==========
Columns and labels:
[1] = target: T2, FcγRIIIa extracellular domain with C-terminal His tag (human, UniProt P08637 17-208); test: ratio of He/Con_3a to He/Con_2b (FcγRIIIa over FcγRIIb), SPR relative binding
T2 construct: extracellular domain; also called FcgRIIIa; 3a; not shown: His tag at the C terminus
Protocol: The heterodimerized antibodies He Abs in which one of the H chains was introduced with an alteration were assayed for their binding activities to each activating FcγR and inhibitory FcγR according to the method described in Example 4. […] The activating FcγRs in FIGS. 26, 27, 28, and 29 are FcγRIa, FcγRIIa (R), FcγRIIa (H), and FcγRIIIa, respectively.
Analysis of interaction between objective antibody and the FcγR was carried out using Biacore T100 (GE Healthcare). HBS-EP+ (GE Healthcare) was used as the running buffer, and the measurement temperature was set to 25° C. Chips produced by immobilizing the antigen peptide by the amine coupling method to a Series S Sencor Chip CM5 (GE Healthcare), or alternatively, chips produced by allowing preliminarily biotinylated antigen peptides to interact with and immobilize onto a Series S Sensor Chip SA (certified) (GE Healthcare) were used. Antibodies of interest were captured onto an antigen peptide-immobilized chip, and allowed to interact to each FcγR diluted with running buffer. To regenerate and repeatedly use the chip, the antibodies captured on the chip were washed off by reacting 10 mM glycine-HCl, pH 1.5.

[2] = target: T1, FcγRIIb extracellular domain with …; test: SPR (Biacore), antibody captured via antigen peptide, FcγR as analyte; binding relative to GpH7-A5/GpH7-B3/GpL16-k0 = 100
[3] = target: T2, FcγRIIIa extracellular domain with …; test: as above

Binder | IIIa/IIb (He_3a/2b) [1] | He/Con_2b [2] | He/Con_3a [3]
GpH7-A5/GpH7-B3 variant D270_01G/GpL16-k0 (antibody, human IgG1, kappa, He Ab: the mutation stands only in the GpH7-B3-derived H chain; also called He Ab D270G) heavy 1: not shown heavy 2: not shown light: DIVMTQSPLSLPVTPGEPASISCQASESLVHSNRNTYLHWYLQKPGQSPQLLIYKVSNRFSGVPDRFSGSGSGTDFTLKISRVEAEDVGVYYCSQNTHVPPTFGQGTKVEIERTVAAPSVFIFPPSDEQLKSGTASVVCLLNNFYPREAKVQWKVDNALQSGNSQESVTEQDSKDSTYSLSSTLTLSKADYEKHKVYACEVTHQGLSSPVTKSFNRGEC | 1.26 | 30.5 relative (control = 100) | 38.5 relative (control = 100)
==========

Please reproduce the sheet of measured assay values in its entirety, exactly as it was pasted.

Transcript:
Columns and labels:
[1] = target: T2, FcγRIIIa extracellular domain with C-terminal His tag (human, UniProt P08637 17-208); test: ratio of He/Con_3a to He/Con_2b (FcγRIIIa over FcγRIIb), SPR relative binding
T2 construct: extracellular domain; also called FcgRIIIa; 3a; not shown: His tag at the C terminus
Protocol: The heterodimerized antibodies He Abs in which one of the H chains was introduced with an alteration were assayed for their binding activities to each activating FcγR and inhibitory FcγR according to the method described in Example 4. […] The activating FcγRs in FIGS. 26, 27, 28, and 29 are FcγRIa, FcγRIIa (R), FcγRIIa (H), and FcγRIIIa, respectively.
Analysis of interaction between objective antibody and the FcγR was carried out using Biacore T100 (GE Healthcare). HBS-EP+ (GE Healthcare) was used as the running buffer, and the measurement temperature was set to 25° C. Chips produced by immobilizing the antigen peptide by the amine coupling method to a Series S Sencor Chip CM5 (GE Healthcare), or alternatively, chips produced by allowing preliminarily biotinylated antigen peptides to interact with and immobilize onto a Series S Sensor Chip SA (certified) (GE Healthcare) were used. Antibodies of interest were captured onto an antigen peptide-immobilized chip, and allowed to interact to each FcγR diluted with running buffer. To regenerate and repeatedly use the chip, the antibodies captured on the chip were washed off by reacting 10 mM glycine-HCl, pH 1.5.

[2] = target: T1, FcγRIIb extracellular domain with …; test: SPR (Biacore), antibody captured via antigen peptide, FcγR as analyte; binding relative to GpH7-A5/GpH7-B3/GpL16-k0 = 100
[3] = target: T2, FcγRIIIa extracellular domain with …; test: as above

Binder | IIIa/IIb (He_3a/2b) [1] | He/Con_2b [2] | He/Con_3a [3]
GpH7-A5/GpH7-B3 variant D270_01G/GpL16-k0 (antibody, human IgG1, kappa, He Ab: the mutation stands only in the GpH7-B3-derived H chain; also called He Ab D270G) heavy 1: not shown heavy 2: not shown light: DIVMTQSPLSLPVTPGEPASISCQASESLVHSNRNTYLHWYLQKPGQSPQLLIYKVSNRFSGVPDRFSGSGSGTDFTLKISRVEAEDVGVYYCSQNTHVPPTFGQGTKVEIERTVAAPSVFIFPPSDEQLKSGTASVVCLLNNFYPREAKVQWKVDNALQSGNSQESVTEQDSKDSTYSLSSTLTLSKADYEKHKVYACEVTHQGLSSPVTKSFNRGEC | 1.26 | 30.5 relative (control = 100) | 38.5 relative (control = 100)